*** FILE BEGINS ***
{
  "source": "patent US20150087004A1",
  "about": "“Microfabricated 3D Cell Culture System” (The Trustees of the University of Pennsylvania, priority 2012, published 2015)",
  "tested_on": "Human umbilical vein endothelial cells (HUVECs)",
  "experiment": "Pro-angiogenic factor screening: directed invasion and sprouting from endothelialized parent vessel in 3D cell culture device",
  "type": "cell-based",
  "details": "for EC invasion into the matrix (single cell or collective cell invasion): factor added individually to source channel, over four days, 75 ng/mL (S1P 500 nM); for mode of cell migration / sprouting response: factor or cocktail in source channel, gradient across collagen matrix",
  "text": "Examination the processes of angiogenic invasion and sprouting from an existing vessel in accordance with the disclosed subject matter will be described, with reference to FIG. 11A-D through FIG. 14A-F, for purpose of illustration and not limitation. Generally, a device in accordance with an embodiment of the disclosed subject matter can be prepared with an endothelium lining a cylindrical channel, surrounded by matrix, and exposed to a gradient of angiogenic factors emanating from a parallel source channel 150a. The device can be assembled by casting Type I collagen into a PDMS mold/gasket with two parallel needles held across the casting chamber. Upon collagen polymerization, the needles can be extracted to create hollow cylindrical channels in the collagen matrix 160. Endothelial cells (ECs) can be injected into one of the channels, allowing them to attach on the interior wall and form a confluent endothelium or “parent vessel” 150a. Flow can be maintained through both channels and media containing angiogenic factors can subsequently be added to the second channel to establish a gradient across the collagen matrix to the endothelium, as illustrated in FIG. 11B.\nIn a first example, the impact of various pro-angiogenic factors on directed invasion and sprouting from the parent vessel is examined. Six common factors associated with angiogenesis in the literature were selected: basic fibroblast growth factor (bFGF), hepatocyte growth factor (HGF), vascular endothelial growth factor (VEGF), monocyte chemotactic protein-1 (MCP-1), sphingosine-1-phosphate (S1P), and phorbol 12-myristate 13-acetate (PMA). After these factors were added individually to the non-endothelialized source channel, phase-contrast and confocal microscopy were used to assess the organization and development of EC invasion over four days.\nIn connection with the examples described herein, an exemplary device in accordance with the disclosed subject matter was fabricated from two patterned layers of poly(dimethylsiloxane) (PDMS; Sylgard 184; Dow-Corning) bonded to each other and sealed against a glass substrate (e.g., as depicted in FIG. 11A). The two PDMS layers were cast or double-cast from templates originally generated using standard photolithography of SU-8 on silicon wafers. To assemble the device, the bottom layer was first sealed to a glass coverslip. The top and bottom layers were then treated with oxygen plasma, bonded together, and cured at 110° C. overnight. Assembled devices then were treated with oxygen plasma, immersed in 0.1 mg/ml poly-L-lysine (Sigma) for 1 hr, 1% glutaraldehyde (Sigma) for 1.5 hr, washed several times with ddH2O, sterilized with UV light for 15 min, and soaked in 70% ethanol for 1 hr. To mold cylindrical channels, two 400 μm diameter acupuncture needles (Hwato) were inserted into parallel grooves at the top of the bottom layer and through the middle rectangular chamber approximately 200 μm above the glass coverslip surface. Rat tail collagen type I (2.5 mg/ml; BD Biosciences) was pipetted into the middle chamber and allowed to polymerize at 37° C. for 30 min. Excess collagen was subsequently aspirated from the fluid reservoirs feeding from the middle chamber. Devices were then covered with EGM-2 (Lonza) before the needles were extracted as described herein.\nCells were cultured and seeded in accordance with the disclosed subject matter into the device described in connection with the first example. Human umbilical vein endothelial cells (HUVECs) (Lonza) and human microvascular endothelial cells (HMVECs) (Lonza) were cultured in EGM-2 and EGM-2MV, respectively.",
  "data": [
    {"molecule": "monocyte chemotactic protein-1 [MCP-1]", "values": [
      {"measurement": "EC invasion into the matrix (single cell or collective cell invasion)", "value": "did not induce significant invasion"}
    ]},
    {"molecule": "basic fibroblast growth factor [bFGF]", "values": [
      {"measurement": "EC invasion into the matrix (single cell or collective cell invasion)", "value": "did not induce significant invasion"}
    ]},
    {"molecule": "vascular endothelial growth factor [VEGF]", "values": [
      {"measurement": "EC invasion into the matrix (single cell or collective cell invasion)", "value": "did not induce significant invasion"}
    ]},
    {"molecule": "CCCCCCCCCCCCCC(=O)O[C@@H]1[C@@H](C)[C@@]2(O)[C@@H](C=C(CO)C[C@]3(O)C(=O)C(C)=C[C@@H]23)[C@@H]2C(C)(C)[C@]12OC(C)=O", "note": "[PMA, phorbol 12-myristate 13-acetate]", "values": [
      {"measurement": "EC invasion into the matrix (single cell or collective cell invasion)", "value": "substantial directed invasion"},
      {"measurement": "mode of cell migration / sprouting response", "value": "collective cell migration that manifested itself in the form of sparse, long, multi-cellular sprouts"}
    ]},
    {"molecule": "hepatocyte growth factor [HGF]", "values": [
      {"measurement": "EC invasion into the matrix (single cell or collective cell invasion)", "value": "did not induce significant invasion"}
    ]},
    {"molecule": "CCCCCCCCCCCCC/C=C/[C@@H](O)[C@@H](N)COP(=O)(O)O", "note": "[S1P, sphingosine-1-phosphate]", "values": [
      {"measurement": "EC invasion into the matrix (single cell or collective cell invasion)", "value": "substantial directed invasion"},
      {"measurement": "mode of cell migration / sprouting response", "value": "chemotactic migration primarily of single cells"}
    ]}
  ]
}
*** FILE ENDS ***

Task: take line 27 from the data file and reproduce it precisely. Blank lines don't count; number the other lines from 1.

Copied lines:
      {"measurement": "EC invasion into the matrix (single cell or collective cell invasion)", "value": "substantial directed invasion"},